André Fenton and his group at New York University hypothesize that a common pathophysiology underlies the failures of cognitive flexibility that are characteristic of autism. Fenton aims to investigate the widely held ‘discoordination’ hypothesis that in individuals with autism, the neural computations within and between networks of cells that depend upon precisely coordinated neural activity are impaired.
Fenton assumes the impairments derive from inappropriate transmission across neuronal junctions, or synapses. This interferes with the ability of neurons to coordinate their electrical discharge to maintain and switch between separate streams of information flow through neuronal networks.
Fenton and his colleagues plan to evaluate the discoordination hypothesis by measuring neural coordination in the action-potential discharge of hippocampus place cells and by measuring the ongoing hippocampal local field potentials. They plan to concurrently evaluate basic cognitive behavior and cognitive flexibility in freely behaving mutant mouse models relevant to autism research.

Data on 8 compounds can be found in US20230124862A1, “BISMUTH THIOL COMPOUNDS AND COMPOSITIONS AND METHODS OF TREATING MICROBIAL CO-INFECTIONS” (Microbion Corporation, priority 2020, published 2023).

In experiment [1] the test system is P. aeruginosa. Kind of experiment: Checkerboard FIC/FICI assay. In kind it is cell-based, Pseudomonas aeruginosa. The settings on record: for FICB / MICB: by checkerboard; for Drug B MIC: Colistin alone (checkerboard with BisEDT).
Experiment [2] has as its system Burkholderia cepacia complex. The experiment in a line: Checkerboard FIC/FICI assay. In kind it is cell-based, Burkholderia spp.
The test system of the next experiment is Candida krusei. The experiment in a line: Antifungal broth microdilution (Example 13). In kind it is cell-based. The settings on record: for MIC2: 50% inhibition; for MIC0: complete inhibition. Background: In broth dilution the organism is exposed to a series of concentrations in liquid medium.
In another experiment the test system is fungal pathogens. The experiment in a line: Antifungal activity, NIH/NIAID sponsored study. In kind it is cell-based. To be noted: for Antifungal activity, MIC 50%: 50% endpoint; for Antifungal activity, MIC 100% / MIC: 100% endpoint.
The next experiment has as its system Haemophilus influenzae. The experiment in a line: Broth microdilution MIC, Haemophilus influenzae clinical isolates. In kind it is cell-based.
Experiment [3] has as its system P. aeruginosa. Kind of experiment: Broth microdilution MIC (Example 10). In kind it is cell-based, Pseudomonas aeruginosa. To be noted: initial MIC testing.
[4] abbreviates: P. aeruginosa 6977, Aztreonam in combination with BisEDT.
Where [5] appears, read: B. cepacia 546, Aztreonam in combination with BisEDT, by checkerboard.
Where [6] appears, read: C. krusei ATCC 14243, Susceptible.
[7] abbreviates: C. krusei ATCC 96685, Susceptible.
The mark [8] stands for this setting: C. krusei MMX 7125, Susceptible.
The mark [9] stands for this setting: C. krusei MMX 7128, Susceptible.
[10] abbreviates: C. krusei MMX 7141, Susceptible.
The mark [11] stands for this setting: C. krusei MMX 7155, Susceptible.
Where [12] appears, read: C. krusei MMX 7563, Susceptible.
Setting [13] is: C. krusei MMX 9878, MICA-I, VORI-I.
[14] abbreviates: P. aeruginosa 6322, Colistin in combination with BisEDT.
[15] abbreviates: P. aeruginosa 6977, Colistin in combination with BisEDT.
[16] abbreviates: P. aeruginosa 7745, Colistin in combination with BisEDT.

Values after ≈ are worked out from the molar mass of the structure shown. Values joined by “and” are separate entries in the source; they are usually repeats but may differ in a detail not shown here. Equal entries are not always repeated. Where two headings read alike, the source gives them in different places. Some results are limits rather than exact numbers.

Data will be collected from control mice and three mutant mouse strains that mimic genetic abnormalities seen in autism. Specifically, Fenton and his group aim to study mice lacking FMR1, mice missing one copy of TSC2, and mice with a microdeletion on chromosome 16. These mice model the autism-related disorders fragile X syndrome, tuberous sclerosis complex and human chromosomal region 22q11.2 deletion, respectively. The researchers aim to record single-unit ensembles and local field potentials during concurrent cognitive behaviors of freely behaving mice.